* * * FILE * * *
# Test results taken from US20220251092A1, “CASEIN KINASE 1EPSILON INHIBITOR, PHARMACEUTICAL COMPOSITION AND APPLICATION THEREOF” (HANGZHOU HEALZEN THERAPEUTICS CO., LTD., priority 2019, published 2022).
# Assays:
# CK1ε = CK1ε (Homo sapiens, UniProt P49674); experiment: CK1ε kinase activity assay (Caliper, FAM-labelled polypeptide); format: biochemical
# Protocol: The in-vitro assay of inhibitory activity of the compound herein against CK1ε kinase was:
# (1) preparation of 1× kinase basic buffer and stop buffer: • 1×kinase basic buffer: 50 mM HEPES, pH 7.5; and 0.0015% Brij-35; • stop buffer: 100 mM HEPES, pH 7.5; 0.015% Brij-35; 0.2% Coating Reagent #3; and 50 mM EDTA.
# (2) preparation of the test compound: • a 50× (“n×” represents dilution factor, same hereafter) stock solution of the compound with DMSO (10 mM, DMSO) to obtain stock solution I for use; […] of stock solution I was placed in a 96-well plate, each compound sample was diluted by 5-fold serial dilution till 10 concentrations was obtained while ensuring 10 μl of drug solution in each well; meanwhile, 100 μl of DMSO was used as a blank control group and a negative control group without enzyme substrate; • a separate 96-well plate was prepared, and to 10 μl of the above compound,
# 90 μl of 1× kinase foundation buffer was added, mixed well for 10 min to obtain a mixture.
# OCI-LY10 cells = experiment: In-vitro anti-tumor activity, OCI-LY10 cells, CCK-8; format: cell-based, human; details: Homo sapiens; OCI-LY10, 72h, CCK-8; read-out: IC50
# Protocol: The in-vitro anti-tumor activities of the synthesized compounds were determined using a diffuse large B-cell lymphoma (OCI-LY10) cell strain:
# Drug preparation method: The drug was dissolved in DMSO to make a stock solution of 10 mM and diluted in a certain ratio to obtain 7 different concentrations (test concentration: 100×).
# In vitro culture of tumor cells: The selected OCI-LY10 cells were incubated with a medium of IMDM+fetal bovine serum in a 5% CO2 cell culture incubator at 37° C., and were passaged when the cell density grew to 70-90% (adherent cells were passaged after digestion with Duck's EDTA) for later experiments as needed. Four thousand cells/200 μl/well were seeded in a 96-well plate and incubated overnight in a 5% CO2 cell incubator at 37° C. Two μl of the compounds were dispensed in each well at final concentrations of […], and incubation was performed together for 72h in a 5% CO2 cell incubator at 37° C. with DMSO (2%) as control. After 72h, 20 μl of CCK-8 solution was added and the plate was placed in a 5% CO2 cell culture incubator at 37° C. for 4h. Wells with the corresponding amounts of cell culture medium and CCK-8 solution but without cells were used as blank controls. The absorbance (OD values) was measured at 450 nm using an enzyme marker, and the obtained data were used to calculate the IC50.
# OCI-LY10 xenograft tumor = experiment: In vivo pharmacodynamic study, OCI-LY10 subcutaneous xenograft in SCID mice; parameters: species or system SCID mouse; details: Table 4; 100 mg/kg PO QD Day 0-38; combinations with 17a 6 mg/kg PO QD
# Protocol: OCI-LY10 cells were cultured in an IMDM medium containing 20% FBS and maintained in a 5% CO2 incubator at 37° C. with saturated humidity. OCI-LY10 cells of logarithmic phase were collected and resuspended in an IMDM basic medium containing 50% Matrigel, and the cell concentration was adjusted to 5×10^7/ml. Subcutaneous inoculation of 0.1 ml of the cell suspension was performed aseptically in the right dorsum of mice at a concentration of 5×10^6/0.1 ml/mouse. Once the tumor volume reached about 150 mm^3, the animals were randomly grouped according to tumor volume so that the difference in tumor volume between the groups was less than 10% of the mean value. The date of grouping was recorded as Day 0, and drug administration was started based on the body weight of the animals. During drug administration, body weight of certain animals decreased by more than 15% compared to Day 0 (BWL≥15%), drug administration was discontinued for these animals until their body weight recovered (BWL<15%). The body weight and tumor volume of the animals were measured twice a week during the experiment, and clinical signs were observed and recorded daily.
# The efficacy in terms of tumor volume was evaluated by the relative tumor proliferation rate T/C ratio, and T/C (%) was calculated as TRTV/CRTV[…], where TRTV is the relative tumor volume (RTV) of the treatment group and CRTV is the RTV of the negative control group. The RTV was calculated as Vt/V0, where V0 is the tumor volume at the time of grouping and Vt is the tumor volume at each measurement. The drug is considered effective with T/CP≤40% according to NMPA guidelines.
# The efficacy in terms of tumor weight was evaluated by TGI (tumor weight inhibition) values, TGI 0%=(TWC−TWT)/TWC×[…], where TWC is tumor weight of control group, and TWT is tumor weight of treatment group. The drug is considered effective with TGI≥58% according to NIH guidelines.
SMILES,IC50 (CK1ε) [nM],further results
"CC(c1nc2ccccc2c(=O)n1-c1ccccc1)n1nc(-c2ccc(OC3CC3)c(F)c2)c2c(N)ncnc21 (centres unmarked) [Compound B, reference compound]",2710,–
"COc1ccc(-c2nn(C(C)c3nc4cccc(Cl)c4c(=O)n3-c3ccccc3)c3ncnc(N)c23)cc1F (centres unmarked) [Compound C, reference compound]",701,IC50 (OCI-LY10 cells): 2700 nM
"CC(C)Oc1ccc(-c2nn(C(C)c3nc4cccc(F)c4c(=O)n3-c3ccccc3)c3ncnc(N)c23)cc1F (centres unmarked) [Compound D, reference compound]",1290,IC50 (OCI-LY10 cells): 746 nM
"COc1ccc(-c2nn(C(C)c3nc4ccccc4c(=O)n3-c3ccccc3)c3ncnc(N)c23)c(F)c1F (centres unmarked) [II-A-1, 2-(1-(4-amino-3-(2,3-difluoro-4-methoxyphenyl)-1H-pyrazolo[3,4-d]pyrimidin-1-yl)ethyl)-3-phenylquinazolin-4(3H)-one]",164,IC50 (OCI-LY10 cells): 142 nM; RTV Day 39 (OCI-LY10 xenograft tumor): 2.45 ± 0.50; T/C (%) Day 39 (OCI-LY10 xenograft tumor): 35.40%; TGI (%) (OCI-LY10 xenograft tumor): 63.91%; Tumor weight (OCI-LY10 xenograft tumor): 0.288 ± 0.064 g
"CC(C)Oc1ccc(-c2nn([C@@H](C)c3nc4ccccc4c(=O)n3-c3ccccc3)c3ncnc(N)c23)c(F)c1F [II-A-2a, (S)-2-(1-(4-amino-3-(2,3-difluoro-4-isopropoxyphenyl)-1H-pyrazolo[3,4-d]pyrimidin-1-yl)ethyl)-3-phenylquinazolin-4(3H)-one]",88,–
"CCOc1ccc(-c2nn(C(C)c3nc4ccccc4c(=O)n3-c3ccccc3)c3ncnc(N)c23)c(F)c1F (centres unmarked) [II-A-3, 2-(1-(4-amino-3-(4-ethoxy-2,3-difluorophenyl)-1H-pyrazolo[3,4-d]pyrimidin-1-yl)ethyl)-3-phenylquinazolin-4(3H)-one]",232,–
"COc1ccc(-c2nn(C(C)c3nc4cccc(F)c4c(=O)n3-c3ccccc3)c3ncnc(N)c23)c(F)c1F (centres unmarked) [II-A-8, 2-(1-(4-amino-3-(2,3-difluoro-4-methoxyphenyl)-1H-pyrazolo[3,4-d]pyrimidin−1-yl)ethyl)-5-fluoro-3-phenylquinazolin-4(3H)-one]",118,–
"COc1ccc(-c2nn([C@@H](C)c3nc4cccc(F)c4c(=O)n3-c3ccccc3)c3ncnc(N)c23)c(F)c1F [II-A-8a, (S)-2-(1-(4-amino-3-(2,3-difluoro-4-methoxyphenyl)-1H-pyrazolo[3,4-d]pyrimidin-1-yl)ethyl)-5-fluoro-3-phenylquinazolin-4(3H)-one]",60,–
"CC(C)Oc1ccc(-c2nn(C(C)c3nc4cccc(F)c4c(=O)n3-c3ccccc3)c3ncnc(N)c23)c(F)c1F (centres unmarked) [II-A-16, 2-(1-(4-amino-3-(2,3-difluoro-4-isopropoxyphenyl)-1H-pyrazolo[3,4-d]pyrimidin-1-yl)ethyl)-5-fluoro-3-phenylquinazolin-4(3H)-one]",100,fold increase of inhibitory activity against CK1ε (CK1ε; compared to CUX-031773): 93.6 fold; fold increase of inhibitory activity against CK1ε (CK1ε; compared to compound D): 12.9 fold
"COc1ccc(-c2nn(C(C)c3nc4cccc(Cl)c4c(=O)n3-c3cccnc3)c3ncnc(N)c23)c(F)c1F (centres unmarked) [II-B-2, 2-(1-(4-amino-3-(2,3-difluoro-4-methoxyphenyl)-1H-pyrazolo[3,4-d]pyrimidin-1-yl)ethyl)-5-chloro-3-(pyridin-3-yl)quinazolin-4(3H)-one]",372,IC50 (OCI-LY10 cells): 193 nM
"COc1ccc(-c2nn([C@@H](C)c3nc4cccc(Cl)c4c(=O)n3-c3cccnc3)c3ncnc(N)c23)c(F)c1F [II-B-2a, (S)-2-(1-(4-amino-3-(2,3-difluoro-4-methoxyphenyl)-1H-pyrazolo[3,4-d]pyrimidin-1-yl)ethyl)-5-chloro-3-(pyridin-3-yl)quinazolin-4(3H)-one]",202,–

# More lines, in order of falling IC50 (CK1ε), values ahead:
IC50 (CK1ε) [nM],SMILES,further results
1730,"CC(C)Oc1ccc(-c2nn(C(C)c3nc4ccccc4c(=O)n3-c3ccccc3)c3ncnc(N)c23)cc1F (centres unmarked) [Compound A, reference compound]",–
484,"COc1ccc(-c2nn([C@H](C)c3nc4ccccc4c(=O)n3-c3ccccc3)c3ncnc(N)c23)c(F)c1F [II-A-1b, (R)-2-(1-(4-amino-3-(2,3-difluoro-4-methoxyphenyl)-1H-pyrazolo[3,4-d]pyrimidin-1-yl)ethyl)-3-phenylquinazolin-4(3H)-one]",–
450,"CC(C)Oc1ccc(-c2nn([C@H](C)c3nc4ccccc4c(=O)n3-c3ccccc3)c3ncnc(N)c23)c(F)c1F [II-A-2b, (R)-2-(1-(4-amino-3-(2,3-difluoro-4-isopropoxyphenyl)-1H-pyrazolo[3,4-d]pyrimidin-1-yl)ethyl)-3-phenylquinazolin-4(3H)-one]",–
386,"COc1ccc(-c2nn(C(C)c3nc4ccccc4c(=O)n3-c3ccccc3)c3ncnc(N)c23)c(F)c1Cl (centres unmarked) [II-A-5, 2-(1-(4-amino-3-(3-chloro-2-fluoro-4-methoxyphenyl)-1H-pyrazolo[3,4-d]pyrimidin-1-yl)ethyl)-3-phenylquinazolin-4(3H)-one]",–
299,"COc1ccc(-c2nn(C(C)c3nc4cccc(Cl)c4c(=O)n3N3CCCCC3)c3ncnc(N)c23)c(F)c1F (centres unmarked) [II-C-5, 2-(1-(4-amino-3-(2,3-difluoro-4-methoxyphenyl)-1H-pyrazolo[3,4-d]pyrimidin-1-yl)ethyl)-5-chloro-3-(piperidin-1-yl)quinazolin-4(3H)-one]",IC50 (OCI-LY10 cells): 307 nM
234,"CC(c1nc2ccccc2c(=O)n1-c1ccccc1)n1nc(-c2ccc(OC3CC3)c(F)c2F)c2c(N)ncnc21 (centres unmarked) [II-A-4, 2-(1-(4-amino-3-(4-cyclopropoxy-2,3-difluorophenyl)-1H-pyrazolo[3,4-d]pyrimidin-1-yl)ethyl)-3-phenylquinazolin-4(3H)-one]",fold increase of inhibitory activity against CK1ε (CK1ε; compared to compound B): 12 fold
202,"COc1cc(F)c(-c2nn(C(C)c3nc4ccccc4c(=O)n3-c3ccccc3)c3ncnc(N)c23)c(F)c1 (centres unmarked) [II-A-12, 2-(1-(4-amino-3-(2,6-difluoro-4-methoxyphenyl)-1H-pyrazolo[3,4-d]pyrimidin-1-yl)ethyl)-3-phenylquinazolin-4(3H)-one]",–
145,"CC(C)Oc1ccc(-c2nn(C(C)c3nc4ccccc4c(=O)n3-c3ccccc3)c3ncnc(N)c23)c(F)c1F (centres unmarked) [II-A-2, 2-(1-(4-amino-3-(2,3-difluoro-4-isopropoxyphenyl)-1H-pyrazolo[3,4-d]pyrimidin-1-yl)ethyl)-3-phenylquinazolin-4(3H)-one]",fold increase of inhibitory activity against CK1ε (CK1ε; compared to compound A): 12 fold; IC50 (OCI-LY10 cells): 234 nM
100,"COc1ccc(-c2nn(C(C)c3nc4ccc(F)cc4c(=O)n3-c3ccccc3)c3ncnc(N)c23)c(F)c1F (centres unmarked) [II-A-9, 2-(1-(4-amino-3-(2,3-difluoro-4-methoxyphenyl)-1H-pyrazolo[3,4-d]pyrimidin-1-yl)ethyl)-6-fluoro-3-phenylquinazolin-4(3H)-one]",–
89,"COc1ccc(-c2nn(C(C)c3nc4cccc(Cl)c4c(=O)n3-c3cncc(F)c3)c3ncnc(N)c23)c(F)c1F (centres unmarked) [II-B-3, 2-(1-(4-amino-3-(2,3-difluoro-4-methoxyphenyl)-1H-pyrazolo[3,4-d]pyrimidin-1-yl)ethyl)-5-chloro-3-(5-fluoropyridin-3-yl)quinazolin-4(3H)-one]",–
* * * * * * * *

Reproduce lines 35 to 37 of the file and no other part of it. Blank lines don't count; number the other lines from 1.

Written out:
234,"CC(c1nc2ccccc2c(=O)n1-c1ccccc1)n1nc(-c2ccc(OC3CC3)c(F)c2F)c2c(N)ncnc21 (centres unmarked) [II-A-4, 2-(1-(4-amino-3-(4-cyclopropoxy-2,3-difluorophenyl)-1H-pyrazolo[3,4-d]pyrimidin-1-yl)ethyl)-3-phenylquinazolin-4(3H)-one]",fold increase of inhibitory activity against CK1ε (CK1ε; compared to compound B): 12 fold
202,"COc1cc(F)c(-c2nn(C(C)c3nc4ccccc4c(=O)n3-c3ccccc3)c3ncnc(N)c23)c(F)c1 (centres unmarked) [II-A-12, 2-(1-(4-amino-3-(2,6-difluoro-4-methoxyphenyl)-1H-pyrazolo[3,4-d]pyrimidin-1-yl)ethyl)-3-phenylquinazolin-4(3H)-one]",–
145,"CC(C)Oc1ccc(-c2nn(C(C)c3nc4ccccc4c(=O)n3-c3ccccc3)c3ncnc(N)c23)c(F)c1F (centres unmarked) [II-A-2, 2-(1-(4-amino-3-(2,3-difluoro-4-isopropoxyphenyl)-1H-pyrazolo[3,4-d]pyrimidin-1-yl)ethyl)-3-phenylquinazolin-4(3H)-one]",fold increase of inhibitory activity against CK1ε (CK1ε; compared to compound A): 12 fold; IC50 (OCI-LY10 cells): 234 nM